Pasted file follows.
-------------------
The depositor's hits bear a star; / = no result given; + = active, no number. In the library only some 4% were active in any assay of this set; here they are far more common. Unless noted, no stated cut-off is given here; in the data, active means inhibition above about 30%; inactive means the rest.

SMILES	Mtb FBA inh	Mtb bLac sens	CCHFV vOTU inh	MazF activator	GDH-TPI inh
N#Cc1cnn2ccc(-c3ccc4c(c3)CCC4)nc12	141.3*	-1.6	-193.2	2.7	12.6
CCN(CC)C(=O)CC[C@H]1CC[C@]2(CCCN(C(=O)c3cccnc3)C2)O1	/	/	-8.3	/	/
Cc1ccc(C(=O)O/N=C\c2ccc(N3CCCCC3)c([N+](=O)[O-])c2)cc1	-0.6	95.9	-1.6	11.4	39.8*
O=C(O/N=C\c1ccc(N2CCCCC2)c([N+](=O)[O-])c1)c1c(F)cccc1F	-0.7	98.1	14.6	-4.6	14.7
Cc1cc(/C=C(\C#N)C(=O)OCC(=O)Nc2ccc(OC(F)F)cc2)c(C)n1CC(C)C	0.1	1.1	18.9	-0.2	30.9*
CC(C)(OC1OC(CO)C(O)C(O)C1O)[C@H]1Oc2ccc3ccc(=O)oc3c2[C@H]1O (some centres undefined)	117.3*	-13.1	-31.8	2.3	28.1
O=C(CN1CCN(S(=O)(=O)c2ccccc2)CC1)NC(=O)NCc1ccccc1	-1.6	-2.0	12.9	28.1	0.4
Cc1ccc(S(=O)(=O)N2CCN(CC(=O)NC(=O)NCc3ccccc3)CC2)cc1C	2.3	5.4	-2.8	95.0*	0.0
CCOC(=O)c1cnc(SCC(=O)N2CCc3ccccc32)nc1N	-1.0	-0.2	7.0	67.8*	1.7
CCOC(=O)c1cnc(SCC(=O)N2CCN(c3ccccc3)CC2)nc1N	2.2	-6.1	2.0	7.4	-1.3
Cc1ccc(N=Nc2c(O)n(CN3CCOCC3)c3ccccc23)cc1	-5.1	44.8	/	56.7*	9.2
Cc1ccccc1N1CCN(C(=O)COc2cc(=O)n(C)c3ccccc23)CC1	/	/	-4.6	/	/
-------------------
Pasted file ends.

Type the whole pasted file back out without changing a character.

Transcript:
The depositor's hits bear a star; / = no result given; + = active, no number. In the library only some 4% were active in any assay of this set; here they are far more common. Unless noted, no stated cut-off is given here; in the data, active means inhibition above about 30%; inactive means the rest.

SMILES	Mtb FBA inh	Mtb bLac sens	CCHFV vOTU inh	MazF activator	GDH-TPI inh
N#Cc1cnn2ccc(-c3ccc4c(c3)CCC4)nc12	141.3*	-1.6	-193.2	2.7	12.6
CCN(CC)C(=O)CC[C@H]1CC[C@]2(CCCN(C(=O)c3cccnc3)C2)O1	/	/	-8.3	/	/
Cc1ccc(C(=O)O/N=C\c2ccc(N3CCCCC3)c([N+](=O)[O-])c2)cc1	-0.6	95.9	-1.6	11.4	39.8*
O=C(O/N=C\c1ccc(N2CCCCC2)c([N+](=O)[O-])c1)c1c(F)cccc1F	-0.7	98.1	14.6	-4.6	14.7
Cc1cc(/C=C(\C#N)C(=O)OCC(=O)Nc2ccc(OC(F)F)cc2)c(C)n1CC(C)C	0.1	1.1	18.9	-0.2	30.9*
CC(C)(OC1OC(CO)C(O)C(O)C1O)[C@H]1Oc2ccc3ccc(=O)oc3c2[C@H]1O (some centres undefined)	117.3*	-13.1	-31.8	2.3	28.1
O=C(CN1CCN(S(=O)(=O)c2ccccc2)CC1)NC(=O)NCc1ccccc1	-1.6	-2.0	12.9	28.1	0.4
Cc1ccc(S(=O)(=O)N2CCN(CC(=O)NC(=O)NCc3ccccc3)CC2)cc1C	2.3	5.4	-2.8	95.0*	0.0
CCOC(=O)c1cnc(SCC(=O)N2CCc3ccccc32)nc1N	-1.0	-0.2	7.0	67.8*	1.7
CCOC(=O)c1cnc(SCC(=O)N2CCN(c3ccccc3)CC2)nc1N	2.2	-6.1	2.0	7.4	-1.3
Cc1ccc(N=Nc2c(O)n(CN3CCOCC3)c3ccccc23)cc1	-5.1	44.8	/	56.7*	9.2
Cc1ccccc1N1CCN(C(=O)COc2cc(=O)n(C)c3ccccc23)CC1	/	/	-4.6	/	/